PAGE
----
Text: I John 1:5-2:6
I. Fellowship has often been the center of controversy
A. Part because the word has been misused by both denominationalists and Christians.
B. But it also has been area of trouble because we don’t always know where to draw the line.
II. What is fellowship
1. Sunētheia - A mutual custom or habit, acquaintance, friendship, fellowship.
2. Metochē - Partnership, fellowship, sharing, common interest, participation.
3. Koinōnia - Communion, association, partnership, fellowship, sharing, contribution.
B. Fellowship is a group of people who enter into an agreement and share a common goal. They work together to obtain that goal – pooling both their resources and efforts.
1. A local congregation illustrates this meaning.
2. Christians work together to accomplish the commands of God.
3. They worship together.
4. They are partners in a common effort – participating to reach a common goal.
III. Who we have fellowship with
A. God and Christ - I John 1:3
B. The Holy Spirit - II Corinthians 13:14
C. The apostles
1. I John 1:3 - Through the witness they shared with us.
2. Acts 2:42 - Through the doctrine they taught us.
D. With fellow Christians - I John 1:7
IV. How our fellowship is shown and defined
A. It is a working relationship
1. Laborers together - I Corinthians 3:9
2. The service or ministering to the saints - II Corinthians 8:3-4
a. This was a working relationship between Christians who were separated by many miles.
b. They agreed to pool their resources to accomplish their common goal of aiding needy saints in Jerusalem.
3. Here fellowship is demonstrated by the common actions taken.
B. It is a shared belief
1. Romans 1:12 - A mutual faith
2. It is a mutual faith not only between Christians, but also between each Christian and their God.
3. Fellowship is not just the things we do, but it is also our common set of beliefs, when we hold on the same truth.
C. Fellowship is not predicated simply on whether a person was baptized.
1. Baptism does add one to the Lord and the church - Acts 2:44-47
2. However, it does not imply that all baptized believers remain in that fellowship.
D. Some are too tolerant of the misbehavior of others. They reluctant to severe ties.
1. Such was the problem in Corinth - I Corinthians 5:1-2, 6-7
a. Sin was in their midst, but they were reluctant to act properly.
b. To tolerate sin is to corrupt the church.
c. They needed to severe their ties with the sinner so that he might be saved and so that their worship would remain pure.
2. Corinth was not the only church with this problem of tolerating sinners - Revelation 2:14-16
a. Here was a church with members who were teaching false doctrine.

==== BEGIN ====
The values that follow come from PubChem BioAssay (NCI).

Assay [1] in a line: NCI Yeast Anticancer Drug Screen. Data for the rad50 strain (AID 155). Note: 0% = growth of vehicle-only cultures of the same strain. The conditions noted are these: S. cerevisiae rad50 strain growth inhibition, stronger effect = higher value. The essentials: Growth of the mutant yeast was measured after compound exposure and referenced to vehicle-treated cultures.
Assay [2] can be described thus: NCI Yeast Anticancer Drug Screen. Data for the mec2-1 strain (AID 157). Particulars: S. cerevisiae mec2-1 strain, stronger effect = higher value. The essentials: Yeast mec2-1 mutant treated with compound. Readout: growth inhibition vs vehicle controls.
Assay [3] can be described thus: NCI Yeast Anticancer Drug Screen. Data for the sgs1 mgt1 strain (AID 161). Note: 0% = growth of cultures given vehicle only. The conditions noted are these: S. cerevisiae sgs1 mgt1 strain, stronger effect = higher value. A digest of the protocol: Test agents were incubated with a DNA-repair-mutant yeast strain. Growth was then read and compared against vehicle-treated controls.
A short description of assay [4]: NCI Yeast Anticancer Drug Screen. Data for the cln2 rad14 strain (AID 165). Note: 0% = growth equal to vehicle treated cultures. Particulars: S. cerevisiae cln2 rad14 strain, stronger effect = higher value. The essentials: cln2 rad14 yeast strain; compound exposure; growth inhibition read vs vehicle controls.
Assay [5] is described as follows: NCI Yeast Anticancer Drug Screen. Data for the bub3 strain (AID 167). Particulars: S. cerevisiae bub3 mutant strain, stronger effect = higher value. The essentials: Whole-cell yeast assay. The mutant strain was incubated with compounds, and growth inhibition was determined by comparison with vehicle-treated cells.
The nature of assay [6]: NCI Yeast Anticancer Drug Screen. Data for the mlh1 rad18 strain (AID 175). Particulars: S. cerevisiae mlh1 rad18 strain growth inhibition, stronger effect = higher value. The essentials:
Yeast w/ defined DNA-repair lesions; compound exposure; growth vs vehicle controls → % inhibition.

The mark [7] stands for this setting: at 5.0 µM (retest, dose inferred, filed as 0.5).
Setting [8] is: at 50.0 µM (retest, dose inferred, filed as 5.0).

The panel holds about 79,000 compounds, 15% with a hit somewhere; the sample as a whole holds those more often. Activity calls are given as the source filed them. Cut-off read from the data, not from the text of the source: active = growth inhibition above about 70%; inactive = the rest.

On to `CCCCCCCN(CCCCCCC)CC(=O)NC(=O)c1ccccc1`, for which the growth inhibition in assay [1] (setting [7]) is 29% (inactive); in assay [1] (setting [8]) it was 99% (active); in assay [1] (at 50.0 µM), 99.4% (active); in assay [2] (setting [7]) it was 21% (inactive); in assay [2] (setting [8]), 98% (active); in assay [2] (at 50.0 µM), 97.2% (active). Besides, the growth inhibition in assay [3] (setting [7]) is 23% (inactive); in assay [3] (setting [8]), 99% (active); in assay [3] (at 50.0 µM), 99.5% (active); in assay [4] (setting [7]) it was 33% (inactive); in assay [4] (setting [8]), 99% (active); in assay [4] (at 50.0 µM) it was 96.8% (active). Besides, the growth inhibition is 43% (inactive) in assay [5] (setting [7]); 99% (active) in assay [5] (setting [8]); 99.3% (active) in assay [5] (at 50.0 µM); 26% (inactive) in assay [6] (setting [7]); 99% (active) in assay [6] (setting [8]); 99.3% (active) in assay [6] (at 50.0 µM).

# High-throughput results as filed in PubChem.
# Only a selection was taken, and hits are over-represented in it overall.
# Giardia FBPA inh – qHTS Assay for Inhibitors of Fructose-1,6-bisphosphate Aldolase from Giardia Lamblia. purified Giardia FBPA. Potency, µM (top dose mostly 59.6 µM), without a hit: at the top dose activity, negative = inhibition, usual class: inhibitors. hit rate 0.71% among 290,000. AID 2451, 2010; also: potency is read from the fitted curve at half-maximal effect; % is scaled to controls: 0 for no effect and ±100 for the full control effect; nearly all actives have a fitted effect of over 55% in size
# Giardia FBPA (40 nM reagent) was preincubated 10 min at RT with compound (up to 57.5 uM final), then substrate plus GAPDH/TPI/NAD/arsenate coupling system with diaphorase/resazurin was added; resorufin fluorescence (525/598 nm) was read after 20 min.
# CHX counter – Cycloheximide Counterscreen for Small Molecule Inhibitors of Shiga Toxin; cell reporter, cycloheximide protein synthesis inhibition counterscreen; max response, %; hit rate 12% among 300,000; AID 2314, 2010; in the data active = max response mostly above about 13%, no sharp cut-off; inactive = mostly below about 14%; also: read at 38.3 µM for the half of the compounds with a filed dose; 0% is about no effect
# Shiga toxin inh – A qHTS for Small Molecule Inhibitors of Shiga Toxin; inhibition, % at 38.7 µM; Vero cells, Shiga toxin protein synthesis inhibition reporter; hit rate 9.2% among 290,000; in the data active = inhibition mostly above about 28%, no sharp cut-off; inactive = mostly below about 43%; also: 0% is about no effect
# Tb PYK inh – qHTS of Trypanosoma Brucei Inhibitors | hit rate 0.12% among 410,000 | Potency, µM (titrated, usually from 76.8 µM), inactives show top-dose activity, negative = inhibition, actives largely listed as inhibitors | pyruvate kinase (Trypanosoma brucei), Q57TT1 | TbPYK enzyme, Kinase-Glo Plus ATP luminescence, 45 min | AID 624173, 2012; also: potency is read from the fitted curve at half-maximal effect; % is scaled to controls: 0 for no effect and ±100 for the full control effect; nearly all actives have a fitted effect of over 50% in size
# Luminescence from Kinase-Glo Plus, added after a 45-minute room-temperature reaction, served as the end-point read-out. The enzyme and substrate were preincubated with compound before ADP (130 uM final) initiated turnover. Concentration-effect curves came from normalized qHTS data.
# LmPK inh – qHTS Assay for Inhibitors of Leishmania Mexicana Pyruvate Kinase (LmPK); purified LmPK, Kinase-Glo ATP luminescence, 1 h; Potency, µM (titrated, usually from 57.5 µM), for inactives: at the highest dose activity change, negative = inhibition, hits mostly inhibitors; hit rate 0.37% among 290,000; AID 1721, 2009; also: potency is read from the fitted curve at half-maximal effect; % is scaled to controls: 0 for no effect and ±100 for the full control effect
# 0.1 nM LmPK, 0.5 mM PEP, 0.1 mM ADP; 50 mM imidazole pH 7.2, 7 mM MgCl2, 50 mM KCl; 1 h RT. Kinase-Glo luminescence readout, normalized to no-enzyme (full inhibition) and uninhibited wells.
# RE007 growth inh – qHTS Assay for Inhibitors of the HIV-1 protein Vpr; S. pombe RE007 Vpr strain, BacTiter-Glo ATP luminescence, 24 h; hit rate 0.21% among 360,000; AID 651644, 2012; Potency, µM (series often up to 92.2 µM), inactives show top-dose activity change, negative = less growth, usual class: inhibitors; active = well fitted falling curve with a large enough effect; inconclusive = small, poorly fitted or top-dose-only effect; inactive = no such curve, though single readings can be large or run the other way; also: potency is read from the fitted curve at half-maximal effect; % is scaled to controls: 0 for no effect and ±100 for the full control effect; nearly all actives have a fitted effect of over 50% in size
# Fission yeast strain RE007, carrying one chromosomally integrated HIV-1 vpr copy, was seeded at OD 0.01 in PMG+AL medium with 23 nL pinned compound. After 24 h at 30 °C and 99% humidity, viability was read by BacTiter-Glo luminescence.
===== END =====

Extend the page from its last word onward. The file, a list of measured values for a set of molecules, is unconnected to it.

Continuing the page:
b. Jesus demanded that they repent or lose him as an ally and face him as an enemy.
c. It is our duty to oppose those who deviate from the way, whether it is by deed (as in Corinth) or by word (as in Pergamum).
3. Here is another case - Revelation 2:20
a. The church at Thyatira was harboring an unrepentant sinner.
b. As Corinth was warned, this woman’s sin had spread to other members. An infection out of control.
4. Tolerance does not spread Christianity, it destroys it. Welcoming those who deviate from the truth ruins church.
a. Churches who fail to discipline may attract more people, but they fail to produce more Christians.
b. We must uphold truth to remain in fellowship - I John 1:6-7
V. How are the lines of fellowship drawn?
A. First, it must be extended to those who are Christians
1. This means those who have heard and believe - Hebrews 11:6
2. They must have repented of their sins - Acts 26:16-20
3. They must confess their Lord and Savior - I John 4:15
4. They must put on Christ in baptism - Galatians 3:26-27
B. It is extended to those who remain in the truth - Acts 2:42
1. Those who walk in the light - I John 1:6-7
2. Those who live in the light of God’s Word - II John 9
3. A companion of all who keep God’s precepts - Psalm 119:63
C. It is withheld from those who refuse to remain in the truth
1. The ties of fellowship can be broken.
2. The man in Corinth was turned over to Satan - I Corinthian 5:5
3. Some shipwrecked their faith - I Timothy 1:19-20
4. Some fall away and are restored - James 5:19-20
5. Some fall away never to be rescued - Hebrews 6:3-6
D. Fellowship also does not exist with those who remain in the world
1. There is no common ground - II Corinthians 6:14-18
2. Some here have mentioned that what once was unnoticed has become an irritant.
a. As a Christian keeps his language pure, the foulness of those around him becomes more noticeable.
b. As a Christian learns to be sober-minded, the child-like behavior of those around him becomes difficult to ignore.
3. We cannot leave this world. We have to interact with them - I Corinthians 6:9-10. But it doesn’t mean we have to like what they do.
E. Fellowship cannot exist with false teachers - II John 9-11
1. We withdraw our fellowship from the heretic - Titus 3:10-11. A heretic is one who does not teach the truth.
2. Fellowship must not exist with those who divide the brethren - Romans 16:17-18
VI. The question sometimes comes up as to why we don’t join with some of the projects going on in this city.
A. It is a simple matter that those participating in them are not faithfully following God’s laws. What common ground to we have that we might work together?
B. An example of what happens is seen in the National Council of Churches. It was supposed to be a way for various denominations to work together. It became a body of such liberal-minded false teachers that even the Methodists have pulled their support.
C. It is also why I am reluctant to announce meetings of other churches in the area when I know that a few of their practices are not in accordance with the teachings of God.